Violent tornado approaching Westminster, Texas May 9, 2005

Tornado approaching Westminster, Texas ~0337z. This tornado was responsible for three deaths in Westminster. The light in the foreground is not a power flash but an ambient stationary light source.

A storm in north central Texas produced three tornadoes tonight that I observed along with Eric Nguyen and Scott Eubanks. The first tornado was four miles east of Gunter, Texas in southern Grayson County around 0210z. The second tornado was northeast of Anna by less than one mile at around 0329z and then the third, forming about five minutes later, was approximately seven miles east northeast of Anna around 0337z. We saw the latter tornadoes after having met up with James Clarke.

We originally targeted the intersection of the cold front and outflow boundary in central Oklahoma and spent much of the day hoping CI would occur in more chaseable terrain. When it became clear that wasn't happening, we headed home for DFW with only the slimmest idea that something would fire south of the river along the front. We were south of Gainesville when the storm went up, and, observing the dramatic signs of an explosive updraft, we turned around to chase. We weren't aware of any boundaries in the Red River Valley, but knew the dewpoints were high and expected that something around 4000 j/kg still existed in the region.

When we turned back north to chase it, the backsheared anvil was dramatic, with a strongly knuckled appearance and extreme bulges on the underside. A flanking line was exploding in a small row, presumably down the cold front. I have stills of all this which I'll post over the next few days.

Explosive updraft as we approach the storm from the west

When we reached the storm, however, it had a linear presentation and no obviously dominant updraft base. We speculated if such a multi-cellular segment could even support a RFB. We dropped south where a new core seemed more promising and found a base for it, a large, smooth, bowl shaped lowering west northwest of Gunter. Eventually this produced the first, mostly-unknown tornado around 9:10 PM. We were unable to report this until about twenty minutes later. After this tornado lifted, the storm organized and became isolated, and the updraft evolved a more striated appearance. However the tornado potential looked slim and we noted some cool outflow in places.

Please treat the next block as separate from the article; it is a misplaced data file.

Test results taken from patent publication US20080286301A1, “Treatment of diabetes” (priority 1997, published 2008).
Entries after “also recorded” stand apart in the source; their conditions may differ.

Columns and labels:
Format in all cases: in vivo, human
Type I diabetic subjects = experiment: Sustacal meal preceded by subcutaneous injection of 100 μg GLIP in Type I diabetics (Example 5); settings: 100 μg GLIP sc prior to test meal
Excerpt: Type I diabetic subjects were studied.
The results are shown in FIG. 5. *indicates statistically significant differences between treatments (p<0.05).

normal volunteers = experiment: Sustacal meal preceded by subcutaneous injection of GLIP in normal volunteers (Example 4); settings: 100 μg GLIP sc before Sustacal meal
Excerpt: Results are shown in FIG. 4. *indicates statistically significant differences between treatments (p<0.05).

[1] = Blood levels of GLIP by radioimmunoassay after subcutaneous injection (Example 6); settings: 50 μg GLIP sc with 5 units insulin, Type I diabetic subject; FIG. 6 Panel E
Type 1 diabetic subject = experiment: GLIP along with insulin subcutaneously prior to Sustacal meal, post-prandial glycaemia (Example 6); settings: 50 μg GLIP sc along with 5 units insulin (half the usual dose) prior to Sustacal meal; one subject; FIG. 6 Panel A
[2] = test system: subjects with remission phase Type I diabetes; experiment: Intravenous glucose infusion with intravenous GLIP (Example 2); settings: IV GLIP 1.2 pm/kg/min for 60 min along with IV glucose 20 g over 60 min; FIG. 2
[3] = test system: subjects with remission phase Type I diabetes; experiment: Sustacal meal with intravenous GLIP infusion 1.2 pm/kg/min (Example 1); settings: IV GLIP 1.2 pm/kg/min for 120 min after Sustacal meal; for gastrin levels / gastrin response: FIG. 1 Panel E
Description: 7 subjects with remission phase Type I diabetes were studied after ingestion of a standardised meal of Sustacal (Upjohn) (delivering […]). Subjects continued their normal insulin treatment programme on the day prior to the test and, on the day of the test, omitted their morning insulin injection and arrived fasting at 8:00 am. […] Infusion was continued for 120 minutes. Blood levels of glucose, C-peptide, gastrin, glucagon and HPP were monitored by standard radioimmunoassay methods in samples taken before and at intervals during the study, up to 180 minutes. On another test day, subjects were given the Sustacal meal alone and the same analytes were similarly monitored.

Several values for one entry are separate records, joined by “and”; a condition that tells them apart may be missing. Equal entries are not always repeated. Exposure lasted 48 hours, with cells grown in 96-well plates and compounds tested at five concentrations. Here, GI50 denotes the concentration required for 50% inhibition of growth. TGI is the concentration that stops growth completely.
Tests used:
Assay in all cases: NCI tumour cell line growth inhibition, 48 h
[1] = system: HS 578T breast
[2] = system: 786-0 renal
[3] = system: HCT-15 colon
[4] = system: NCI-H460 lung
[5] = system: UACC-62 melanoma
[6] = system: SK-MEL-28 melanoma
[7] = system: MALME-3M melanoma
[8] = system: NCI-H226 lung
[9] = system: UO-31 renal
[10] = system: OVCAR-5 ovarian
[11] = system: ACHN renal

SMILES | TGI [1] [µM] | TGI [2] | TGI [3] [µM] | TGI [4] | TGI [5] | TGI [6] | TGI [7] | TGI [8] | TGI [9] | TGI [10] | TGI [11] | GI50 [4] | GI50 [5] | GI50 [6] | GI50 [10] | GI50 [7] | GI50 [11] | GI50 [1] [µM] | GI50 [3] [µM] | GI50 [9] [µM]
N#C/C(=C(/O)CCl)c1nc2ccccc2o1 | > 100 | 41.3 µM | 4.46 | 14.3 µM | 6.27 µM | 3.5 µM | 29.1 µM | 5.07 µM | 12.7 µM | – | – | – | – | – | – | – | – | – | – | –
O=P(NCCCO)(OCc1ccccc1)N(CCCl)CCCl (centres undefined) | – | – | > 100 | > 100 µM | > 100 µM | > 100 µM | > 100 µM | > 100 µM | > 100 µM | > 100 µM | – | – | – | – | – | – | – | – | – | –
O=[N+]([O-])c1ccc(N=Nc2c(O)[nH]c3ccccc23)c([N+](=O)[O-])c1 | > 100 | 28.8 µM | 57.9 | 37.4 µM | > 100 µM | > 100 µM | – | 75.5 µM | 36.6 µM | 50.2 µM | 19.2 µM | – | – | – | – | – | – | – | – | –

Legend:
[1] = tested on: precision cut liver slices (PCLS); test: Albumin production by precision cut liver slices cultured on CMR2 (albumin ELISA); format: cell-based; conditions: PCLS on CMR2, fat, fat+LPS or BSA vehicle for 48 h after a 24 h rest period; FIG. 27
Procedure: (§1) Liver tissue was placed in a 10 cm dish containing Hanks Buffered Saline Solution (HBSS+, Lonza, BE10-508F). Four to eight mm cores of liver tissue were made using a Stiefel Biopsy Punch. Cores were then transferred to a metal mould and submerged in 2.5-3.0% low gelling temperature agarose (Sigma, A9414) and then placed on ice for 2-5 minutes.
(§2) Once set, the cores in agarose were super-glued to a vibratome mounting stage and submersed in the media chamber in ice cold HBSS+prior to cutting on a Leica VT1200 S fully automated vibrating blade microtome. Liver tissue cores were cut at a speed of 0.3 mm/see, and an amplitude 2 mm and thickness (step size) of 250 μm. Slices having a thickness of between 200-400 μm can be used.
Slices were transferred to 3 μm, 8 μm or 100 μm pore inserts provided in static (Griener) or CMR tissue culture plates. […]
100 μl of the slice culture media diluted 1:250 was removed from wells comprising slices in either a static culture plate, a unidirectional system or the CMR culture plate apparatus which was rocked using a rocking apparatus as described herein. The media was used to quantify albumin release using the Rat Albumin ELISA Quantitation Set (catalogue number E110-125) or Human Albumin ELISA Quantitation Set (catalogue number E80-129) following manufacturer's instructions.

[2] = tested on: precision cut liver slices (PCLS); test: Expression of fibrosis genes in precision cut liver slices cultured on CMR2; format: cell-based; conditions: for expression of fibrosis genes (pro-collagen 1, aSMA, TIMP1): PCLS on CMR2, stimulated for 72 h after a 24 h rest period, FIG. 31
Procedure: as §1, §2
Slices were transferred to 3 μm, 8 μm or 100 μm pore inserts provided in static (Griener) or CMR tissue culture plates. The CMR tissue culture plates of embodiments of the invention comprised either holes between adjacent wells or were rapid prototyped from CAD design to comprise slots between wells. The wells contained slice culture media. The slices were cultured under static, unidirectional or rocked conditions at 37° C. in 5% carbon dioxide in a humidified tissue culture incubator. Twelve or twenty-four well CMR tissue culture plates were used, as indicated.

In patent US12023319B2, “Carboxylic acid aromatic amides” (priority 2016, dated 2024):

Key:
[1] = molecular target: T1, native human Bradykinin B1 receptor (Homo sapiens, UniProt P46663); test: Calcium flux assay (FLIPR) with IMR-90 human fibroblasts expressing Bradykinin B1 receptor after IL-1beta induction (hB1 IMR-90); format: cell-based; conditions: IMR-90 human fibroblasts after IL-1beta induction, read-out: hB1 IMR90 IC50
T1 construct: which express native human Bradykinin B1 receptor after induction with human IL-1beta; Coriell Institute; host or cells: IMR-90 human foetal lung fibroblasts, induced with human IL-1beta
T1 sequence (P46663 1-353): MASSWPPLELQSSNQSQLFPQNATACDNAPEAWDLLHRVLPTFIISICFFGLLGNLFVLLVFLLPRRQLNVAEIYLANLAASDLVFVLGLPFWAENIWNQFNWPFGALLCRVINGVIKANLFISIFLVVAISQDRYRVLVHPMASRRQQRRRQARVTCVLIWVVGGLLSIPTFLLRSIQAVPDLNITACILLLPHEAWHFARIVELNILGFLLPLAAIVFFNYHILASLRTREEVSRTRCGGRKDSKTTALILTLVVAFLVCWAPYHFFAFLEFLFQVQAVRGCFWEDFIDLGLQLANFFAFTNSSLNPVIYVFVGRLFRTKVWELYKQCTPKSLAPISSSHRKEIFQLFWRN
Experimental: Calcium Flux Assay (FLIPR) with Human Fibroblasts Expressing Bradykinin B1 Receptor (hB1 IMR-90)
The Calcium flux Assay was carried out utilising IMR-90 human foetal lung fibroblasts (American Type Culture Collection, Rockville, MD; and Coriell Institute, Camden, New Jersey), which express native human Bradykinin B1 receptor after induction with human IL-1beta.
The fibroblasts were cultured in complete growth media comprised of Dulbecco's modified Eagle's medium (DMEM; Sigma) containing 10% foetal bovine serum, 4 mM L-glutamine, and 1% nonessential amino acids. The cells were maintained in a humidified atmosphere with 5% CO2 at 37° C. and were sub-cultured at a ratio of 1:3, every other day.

We were actually surprised when the warning came at 0308z. I have not had time today to study a radar loop, but my guess is that between 0245z and 0300z, the rotation developed higher in the storm and strengthened. It's interesting to consider why and how given the seemingly marginal difference in the environments.

It is upsetting to read tonight that our last tornado, a wedge during its most powerful stage, killed three people in Westminster. Both myself and Sam Barricklow (K5KJ) along with a few other spotters were in constant communication with the Colin County Skywarn and NWS was aware of this tornado well before it reached the small community ten miles northeast of McKinney. However if Westminster didn't have sirens or if this family wasn't tuned to local media or NOAA radio, they might never have received warning. I think I can speak for the other guys when I say this news negates our enthusiasm for tonight's observations.

The National Weather Service in Fort Worth has a web page dedicated to this event, including pictures, maps, and other information.

~4 miles east of Gunter in southern Grayson County, Texas ~0210z (favorable lightning created the good illumination)

Tornado northeast of Anna, Texas by one mile ~0329z

Between Anna and Westminster


All imagery 2006 Amos Magliocco